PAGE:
Massage for fibromyalgia
Massage can be a very effective treatment to reduce fibromyalgia symptoms and the frequency of flare-ups. Massage therapy acts directly on the three systems in the body most affected by fibromyalgia: muscles, connective tissue, and the nervous system. The opening strokes of a massage warm and soothe the muscles, increasing blood flow and pliability. Massage movements flush metabolic by-products and inflammatory chemicals out of the tissue and into the bloodstream for disposal by the kidneys.
Connective tissue, also called fascia, surrounds our bones and weaves in and out of every muscle in our bodies. Because connective tissue lacks a blood supply, it relies on movement to keep it flexible. Those with fibromyalgia can equate movement with pain and therefore restrict their movements. Unfortunately, the nature of connective tissue causes it to lose flexibility if it becomes immobile. Massage moves fascia manually, increasing the mobility of this vital tissue and often decreasing pain.
The nervous system has a major influence on fibromyalgia pain, as stress contributes to the majority of flare-ups. Massage helps activate the parasympathetic nervous system to relax the body and cause the release of calming neurotransmitters. Massage therapists are attentive and compassionate by nature, and their focused physical presence can create an atmosphere of tranquility and relief, deepening the parasympathetic response.
Massage techniques that alleviate fibromyalgia
With so many types of massage therapy available, which are the most effective for fibromyalgia? Just as there is no single cause of fibromyalgia flare-ups, there is no one type of massage that will be effective for everyone. The massage therapist and client must work as a team to find the best combination of technique, pressure, and environment. The depth of pressure is probably the first thing that will dictate what type of massage technique to try. Some clients are sensitive to the lightest touch, making gentle Swedish massage effective for its relaxing and restful aspect, while still being therapeutic. Some clients receive greater benefits from firmer pressure, more muscle manipulation, and even deep tissue techniques. It’s critical that the client and a massage therapist communicate throughout the massage in order to establish the best comfort level.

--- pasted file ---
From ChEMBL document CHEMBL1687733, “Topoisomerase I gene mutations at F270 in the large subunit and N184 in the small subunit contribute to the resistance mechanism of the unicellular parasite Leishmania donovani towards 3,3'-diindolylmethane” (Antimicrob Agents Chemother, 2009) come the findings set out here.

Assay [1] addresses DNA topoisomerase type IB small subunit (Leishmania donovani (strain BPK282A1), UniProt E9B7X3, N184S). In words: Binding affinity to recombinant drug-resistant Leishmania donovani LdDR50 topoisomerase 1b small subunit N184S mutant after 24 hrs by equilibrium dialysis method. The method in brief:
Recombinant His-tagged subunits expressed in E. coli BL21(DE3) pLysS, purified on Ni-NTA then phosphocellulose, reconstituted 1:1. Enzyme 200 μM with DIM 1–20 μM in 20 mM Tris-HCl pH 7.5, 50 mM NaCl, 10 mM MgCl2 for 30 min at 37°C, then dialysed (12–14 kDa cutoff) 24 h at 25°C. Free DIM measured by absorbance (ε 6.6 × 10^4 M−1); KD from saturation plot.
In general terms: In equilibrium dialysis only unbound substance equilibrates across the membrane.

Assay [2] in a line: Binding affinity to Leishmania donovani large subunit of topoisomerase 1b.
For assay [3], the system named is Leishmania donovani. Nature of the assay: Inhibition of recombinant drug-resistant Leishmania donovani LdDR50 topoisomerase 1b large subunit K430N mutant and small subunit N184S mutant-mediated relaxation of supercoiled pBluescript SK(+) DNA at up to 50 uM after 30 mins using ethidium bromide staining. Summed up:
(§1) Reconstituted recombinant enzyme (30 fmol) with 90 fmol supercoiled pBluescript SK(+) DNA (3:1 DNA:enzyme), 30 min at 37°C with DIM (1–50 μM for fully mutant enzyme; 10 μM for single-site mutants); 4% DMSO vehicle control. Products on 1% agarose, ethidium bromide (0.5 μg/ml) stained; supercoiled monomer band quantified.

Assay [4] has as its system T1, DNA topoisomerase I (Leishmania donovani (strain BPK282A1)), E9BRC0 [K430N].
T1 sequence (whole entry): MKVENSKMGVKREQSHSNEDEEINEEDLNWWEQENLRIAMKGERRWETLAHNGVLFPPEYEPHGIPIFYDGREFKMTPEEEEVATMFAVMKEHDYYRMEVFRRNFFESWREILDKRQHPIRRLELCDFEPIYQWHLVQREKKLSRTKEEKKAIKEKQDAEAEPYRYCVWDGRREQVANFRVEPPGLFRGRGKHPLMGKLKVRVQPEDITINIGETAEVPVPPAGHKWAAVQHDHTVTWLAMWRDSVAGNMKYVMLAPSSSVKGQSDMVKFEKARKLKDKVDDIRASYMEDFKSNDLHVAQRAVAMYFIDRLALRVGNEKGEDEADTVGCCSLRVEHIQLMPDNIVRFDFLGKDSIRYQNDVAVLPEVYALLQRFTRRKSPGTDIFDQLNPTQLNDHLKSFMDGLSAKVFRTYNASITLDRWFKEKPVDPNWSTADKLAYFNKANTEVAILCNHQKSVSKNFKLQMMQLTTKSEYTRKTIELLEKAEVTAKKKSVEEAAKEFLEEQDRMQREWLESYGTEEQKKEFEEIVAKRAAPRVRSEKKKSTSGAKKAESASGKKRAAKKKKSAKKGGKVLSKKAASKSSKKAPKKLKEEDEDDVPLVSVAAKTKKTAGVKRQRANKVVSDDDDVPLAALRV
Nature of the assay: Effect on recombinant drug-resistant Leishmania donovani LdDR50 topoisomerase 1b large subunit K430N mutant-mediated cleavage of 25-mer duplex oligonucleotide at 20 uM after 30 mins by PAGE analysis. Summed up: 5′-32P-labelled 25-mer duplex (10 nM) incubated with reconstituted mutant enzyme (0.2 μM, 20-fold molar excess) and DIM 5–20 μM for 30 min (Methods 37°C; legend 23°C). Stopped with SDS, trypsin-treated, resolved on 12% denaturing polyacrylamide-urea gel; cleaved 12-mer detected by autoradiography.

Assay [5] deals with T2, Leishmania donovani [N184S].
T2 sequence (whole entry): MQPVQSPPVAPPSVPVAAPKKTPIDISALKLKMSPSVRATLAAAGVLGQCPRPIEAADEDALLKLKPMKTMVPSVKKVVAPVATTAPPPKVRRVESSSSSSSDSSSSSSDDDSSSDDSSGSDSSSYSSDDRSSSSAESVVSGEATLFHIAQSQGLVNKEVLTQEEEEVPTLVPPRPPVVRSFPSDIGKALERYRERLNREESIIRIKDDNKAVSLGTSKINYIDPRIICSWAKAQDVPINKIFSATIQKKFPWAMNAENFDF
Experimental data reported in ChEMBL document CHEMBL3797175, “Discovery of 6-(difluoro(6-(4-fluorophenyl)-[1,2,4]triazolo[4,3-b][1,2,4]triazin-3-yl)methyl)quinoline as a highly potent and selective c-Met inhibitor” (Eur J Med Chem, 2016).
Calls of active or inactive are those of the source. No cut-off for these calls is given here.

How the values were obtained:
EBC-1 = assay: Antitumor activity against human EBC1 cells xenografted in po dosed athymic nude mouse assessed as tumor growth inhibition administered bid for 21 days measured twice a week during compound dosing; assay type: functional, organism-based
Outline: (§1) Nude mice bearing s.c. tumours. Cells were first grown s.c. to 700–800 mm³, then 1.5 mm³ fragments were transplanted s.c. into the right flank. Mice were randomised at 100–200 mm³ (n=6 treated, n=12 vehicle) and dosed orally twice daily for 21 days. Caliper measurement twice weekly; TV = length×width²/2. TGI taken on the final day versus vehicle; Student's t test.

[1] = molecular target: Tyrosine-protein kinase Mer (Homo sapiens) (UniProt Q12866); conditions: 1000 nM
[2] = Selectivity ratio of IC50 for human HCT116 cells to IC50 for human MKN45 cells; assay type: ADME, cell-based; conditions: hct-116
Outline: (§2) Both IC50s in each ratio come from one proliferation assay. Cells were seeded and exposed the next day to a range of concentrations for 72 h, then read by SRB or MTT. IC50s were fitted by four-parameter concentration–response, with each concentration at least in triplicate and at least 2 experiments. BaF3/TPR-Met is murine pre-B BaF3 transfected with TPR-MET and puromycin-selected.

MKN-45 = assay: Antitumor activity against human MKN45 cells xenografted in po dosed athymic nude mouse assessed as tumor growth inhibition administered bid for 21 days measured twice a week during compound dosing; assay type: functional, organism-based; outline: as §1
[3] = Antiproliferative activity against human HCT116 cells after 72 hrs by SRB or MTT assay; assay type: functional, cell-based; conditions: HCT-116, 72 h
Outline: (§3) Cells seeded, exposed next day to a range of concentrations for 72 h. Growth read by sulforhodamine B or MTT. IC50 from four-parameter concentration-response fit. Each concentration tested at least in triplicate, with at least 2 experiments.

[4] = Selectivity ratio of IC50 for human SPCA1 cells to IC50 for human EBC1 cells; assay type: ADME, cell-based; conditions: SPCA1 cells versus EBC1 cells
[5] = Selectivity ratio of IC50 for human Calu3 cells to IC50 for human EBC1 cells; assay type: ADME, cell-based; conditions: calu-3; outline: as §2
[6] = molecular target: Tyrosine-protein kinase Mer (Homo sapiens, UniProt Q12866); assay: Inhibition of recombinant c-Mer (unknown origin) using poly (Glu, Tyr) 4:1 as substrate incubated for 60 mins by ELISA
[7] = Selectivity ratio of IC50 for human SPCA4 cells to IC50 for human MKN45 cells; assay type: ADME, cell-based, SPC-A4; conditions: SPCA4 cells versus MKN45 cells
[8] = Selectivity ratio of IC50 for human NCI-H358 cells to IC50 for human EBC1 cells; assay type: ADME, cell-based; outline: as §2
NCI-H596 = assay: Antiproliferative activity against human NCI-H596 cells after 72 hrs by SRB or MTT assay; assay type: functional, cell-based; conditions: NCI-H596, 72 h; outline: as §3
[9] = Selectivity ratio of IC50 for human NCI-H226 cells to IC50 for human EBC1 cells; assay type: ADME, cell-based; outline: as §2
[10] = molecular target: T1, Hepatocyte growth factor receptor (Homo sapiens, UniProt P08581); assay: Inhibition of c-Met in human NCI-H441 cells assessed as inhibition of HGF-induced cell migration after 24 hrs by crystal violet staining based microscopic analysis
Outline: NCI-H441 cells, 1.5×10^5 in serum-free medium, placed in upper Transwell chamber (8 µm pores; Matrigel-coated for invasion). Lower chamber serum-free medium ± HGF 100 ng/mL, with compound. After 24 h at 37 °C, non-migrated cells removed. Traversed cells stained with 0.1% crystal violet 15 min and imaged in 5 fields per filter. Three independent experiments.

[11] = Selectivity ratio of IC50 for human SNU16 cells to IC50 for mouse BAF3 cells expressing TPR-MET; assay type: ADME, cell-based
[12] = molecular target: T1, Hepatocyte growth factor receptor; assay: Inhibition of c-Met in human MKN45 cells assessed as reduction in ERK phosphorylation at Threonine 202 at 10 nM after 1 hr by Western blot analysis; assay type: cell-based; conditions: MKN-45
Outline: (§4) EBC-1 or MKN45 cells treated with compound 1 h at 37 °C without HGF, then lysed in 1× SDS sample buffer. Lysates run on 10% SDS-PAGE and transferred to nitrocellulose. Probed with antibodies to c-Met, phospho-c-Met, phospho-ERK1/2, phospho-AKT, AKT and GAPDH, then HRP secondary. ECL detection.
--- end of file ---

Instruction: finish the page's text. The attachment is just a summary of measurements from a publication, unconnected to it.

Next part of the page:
Once a balanced and effective pressure range is found, the potential for finding pain reduction and relief is significant. Myofascial and active release techniques work deeply into the connective tissue and can be extremely helpful. Trigger point and neuromuscular therapies utilize varying pressure, but always involve activating painful areas to be effective, something that may be counterproductive for certain clients. Occasionally simple stretching and range of motion movements are the best choices. Clients may also receive benefits from massage that does not work directly on the affected areas, such as foot reflexology and craniosacral therapy. These are sometimes preferred by clients who are highly sensitive to pressure.
Heat application through the use of table heaters, hot packs/towels, hot water bottles, hot stones, and even heat lamps can enhance the effectiveness of some massages; while others are better served by cold towels, ice packs, ice massage, and cold stones.
The environment can make or break a massage. Receiving a massage at home means that the client can choose the music (or silence), the lighting level, and room temperature, ensuring customized surroundings.